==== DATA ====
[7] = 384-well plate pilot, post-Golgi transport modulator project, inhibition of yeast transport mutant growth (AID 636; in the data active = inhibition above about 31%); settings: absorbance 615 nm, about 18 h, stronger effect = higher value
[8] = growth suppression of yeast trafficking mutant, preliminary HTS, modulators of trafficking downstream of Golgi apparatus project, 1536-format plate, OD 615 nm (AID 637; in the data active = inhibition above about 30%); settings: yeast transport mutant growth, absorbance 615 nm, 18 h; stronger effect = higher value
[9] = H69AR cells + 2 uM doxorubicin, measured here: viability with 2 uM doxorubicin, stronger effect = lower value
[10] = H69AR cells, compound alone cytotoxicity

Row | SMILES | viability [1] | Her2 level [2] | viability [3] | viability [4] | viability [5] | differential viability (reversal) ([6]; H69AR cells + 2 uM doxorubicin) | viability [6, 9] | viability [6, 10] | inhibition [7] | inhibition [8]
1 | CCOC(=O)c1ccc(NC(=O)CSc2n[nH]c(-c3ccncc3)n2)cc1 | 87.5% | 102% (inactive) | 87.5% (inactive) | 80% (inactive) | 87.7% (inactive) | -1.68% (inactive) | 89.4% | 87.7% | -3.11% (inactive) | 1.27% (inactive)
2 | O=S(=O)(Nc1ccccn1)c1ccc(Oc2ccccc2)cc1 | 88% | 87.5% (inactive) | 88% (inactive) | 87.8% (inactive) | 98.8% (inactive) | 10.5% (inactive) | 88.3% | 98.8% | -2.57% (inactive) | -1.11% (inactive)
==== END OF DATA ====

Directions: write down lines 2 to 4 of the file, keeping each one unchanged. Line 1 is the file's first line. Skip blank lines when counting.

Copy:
[8] = growth suppression of yeast trafficking mutant, preliminary HTS, modulators of trafficking downstream of Golgi apparatus project, 1536-format plate, OD 615 nm (AID 637; in the data active = inhibition above about 30%); settings: yeast transport mutant growth, absorbance 615 nm, 18 h; stronger effect = higher value
[9] = H69AR cells + 2 uM doxorubicin, measured here: viability with 2 uM doxorubicin, stronger effect = lower value
[10] = H69AR cells, compound alone cytotoxicity